Carbon cycling in the Baltic Sea - The fate of allochthonous organic carbon and its impact on air-sea CO2 exchange
2014 (English)In: Journal of Marine Systems, ISSN 0924-7963, Vol. 129, 289-302 p.Article in journal (Refereed) Published
A coupled physical-biogeochemical model (BALTSEM) is used to estimate carbon fluxes in the Baltic Sea over the 1980-2006 period. Budget calculations for organic carbon indicate that of the total allochthonous organic carbon (TOCT) supplied to the system, on average 56% is mineralized, 36% is exported out of the system, and the remainder is buried. River discharge is the main source of dissolved inorganic carbon (DIC) to the Baltic Sea. However, model results indicate that in the Gulf of Bothnia (northern Baltic Sea), the contribution to the DIC stock by TOCT mineralization is of the same order as direct river input of DIC In the Kattegat and Danish Straits (southwestern Baltic Sea) on the other hand, net uptake of atmospheric CO2 comprises the major DIC source. Despite large variations within the system, with net outgassing from some sub-basins and net absorption in others, the Baltic Sea as a whole was estimated to be a net sink for atmospheric CO2. Mineralization of allochthonous dissolved organic carbon (DOCT) influences air-sea CO2 exchange. A sensitivity study indicates that depending on the labile fraction of DOCT, the contribution from CO2 absorption to total external DIC sources can amount to 10-25%.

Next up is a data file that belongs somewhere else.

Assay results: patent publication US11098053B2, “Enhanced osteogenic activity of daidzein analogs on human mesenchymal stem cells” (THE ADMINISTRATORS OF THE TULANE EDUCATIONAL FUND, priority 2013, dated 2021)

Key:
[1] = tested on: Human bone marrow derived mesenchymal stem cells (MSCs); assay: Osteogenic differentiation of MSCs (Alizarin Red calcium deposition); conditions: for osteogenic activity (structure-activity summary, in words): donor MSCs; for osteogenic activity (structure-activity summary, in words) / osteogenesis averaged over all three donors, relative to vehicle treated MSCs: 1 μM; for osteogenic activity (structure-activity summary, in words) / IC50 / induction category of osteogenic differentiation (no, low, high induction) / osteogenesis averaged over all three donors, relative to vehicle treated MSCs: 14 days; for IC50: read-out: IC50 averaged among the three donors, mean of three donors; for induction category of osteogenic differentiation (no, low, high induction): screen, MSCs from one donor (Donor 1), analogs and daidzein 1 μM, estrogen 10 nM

Place, publisher, year, edition, pages
2014. Vol. 129, 289-302 p.
Baltic Sea, Modelling, Oceanography, Biogeochemistry, Organic carbon, Carbon cycling
Biological Sciences Earth and Related Environmental Sciences
IdentifiersURN: urn:nbn:se:su:diva-100870DOI: 10.1016/j.jmarsys.2013.07.005ISI: 000329881600027OAI: oai:DiVA.org:su-100870DiVA: diva2:697608